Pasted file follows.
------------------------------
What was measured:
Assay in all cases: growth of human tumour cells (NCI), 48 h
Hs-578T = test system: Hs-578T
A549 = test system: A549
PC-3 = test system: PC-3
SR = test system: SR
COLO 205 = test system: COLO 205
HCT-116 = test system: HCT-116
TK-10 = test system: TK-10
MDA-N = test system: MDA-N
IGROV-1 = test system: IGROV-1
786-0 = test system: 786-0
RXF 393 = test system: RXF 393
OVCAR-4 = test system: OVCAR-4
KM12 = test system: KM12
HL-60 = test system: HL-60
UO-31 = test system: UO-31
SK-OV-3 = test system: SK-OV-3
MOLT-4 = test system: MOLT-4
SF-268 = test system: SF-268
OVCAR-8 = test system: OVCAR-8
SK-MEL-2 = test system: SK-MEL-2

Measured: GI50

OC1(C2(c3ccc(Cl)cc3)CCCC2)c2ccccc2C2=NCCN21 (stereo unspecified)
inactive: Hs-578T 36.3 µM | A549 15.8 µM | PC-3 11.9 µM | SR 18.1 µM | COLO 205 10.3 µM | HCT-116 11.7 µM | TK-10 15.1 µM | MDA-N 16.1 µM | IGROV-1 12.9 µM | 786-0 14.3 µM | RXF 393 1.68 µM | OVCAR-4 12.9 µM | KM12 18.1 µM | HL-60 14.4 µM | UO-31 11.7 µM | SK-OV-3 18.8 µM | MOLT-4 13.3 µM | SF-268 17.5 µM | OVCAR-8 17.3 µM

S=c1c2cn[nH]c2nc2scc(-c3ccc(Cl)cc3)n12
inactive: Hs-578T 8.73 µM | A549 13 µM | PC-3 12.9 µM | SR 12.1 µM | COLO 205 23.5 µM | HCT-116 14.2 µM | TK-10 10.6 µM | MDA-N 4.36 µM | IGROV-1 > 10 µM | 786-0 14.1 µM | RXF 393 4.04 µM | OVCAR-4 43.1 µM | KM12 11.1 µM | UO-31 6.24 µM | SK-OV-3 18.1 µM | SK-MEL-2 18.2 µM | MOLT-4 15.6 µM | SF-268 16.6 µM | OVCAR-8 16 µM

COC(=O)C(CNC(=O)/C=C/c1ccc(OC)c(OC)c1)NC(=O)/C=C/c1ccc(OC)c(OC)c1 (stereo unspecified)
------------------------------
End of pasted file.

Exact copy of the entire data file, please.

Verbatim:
What was measured:
Assay in all cases: growth of human tumour cells (NCI), 48 h
Hs-578T = test system: Hs-578T
A549 = test system: A549
PC-3 = test system: PC-3
SR = test system: SR
COLO 205 = test system: COLO 205
HCT-116 = test system: HCT-116
TK-10 = test system: TK-10
MDA-N = test system: MDA-N
IGROV-1 = test system: IGROV-1
786-0 = test system: 786-0
RXF 393 = test system: RXF 393
OVCAR-4 = test system: OVCAR-4
KM12 = test system: KM12
HL-60 = test system: HL-60
UO-31 = test system: UO-31
SK-OV-3 = test system: SK-OV-3
MOLT-4 = test system: MOLT-4
SF-268 = test system: SF-268
OVCAR-8 = test system: OVCAR-8
SK-MEL-2 = test system: SK-MEL-2

Measured: GI50

OC1(C2(c3ccc(Cl)cc3)CCCC2)c2ccccc2C2=NCCN21 (stereo unspecified)
inactive: Hs-578T 36.3 µM | A549 15.8 µM | PC-3 11.9 µM | SR 18.1 µM | COLO 205 10.3 µM | HCT-116 11.7 µM | TK-10 15.1 µM | MDA-N 16.1 µM | IGROV-1 12.9 µM | 786-0 14.3 µM | RXF 393 1.68 µM | OVCAR-4 12.9 µM | KM12 18.1 µM | HL-60 14.4 µM | UO-31 11.7 µM | SK-OV-3 18.8 µM | MOLT-4 13.3 µM | SF-268 17.5 µM | OVCAR-8 17.3 µM

S=c1c2cn[nH]c2nc2scc(-c3ccc(Cl)cc3)n12
inactive: Hs-578T 8.73 µM | A549 13 µM | PC-3 12.9 µM | SR 12.1 µM | COLO 205 23.5 µM | HCT-116 14.2 µM | TK-10 10.6 µM | MDA-N 4.36 µM | IGROV-1 > 10 µM | 786-0 14.1 µM | RXF 393 4.04 µM | OVCAR-4 43.1 µM | KM12 11.1 µM | UO-31 6.24 µM | SK-OV-3 18.1 µM | SK-MEL-2 18.2 µM | MOLT-4 15.6 µM | SF-268 16.6 µM | OVCAR-8 16 µM

COC(=O)C(CNC(=O)/C=C/c1ccc(OC)c(OC)c1)NC(=O)/C=C/c1ccc(OC)c(OC)c1 (stereo unspecified)